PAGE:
NHS England have confirmed that 1/12ths of the annual contract value will continue to be paid to practices, on the basis that that practice staff are made available for redeployment elsewhere in the NHS to assist in the COVID-19 response. (Please see Alex Hall’s detailed consideration on these payments HERE.)
NHS England made this move in order to protect the interests of practices and their staff. It is explicitly noted this income should be used to pay all staff as before.
It seems likely the monthly payments will be made with deductions for “variable costs” to account for the reduced treating expenses of the practice. We await clarity as to the percentage of these deductions as the BDA is continuing to argue an appropriate level for practices in England. The amount paid to Associates should be reflected accordingly.
There is a risk that should practices unreasonably fail to make staff available for redeployment or staff unreasonably decline, NHS England may request a clawback for a proportion of the monies paid under the contract. If this is because of the actions of a particular Associate, it may be appropriate to deduct a proportionate sum from their pay. This may also be the case where NHS England have received complaints that practices are not passing the monthly income onto staff, or are terminating their contracts.
It is not clear how NHS England will treat such non-compliance but clawback and breach notices must remain a possibility.
o Capitation schemes:
Capitation schemes such as Denplan or DPAS are continuing as normal, with payments still being paid to the practice. The starting point is that these payments can be retained by the Principal. However, this view does depend on the strict interpretation of the Associate Agreement since it is quite common to see Associate Agreements specifying a proportion of the capitation payment is payable to the Associate each month. Associates will also argue that they will be required to treat the patients once the restrictions are lifted so should be entitled to payment for those patients now, particularly if they have been issued with a list of capitation patients.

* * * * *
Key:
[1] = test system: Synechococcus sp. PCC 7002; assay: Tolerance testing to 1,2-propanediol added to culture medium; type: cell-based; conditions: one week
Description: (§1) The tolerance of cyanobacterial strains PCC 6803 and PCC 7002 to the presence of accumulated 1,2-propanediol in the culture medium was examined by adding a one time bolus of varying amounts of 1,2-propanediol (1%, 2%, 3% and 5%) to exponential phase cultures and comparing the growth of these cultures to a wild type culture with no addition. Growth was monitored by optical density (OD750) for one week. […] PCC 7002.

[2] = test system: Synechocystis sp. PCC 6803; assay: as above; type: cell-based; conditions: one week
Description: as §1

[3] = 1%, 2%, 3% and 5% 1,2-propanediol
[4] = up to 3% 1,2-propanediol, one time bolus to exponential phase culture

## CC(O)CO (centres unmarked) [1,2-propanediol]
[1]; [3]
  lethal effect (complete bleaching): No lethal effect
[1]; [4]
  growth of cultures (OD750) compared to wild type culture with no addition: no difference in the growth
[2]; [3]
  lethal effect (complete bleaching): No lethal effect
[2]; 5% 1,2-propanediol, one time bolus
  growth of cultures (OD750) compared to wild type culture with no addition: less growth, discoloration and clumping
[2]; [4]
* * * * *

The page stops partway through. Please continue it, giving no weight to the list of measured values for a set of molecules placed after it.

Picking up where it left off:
If the Associate is unlikely to be at the practice for when the restrictions are lifted, then an agreement should be sought between practice and Associate as to how to deal with those payments and respective treatment.
Some practices will be relying heavily on these capitation payments (particularly if they have a small or non-existent NHS Contract) and so may argue the payments are required to keep the practice in business.
Discussions should be had to ensure any contractual variations are clearly documented and understood.
o Fee Per Item treatment
It is likely Associate’s fees for Fee Per Item treatment will be dependent on the work actually undertaken. Since the Prime Minister announced the new social distancing and activity restrictions, all non-urgent dental work should be stopped. We do not expect therefore Associates to be able to claim payments for purely private work, however once again the contractual provisions in the Associate Agreement will be key.
• Can the Associate or the Practice still serve notice to terminate the Associate Agreement?
Yes. The contractual principles will still apply despite the COVID-19 pandemic and correct notice should be served.
We have come across some Associate Agreements being terminated without notice based on the agreement being "Frustrated." For more guidance on this legal concept, please refer to my colleague's article: Force Majeure and Frustration in Contracts affected by COVID-19.
Campbell McKellar, Solicitor, Company & Commercial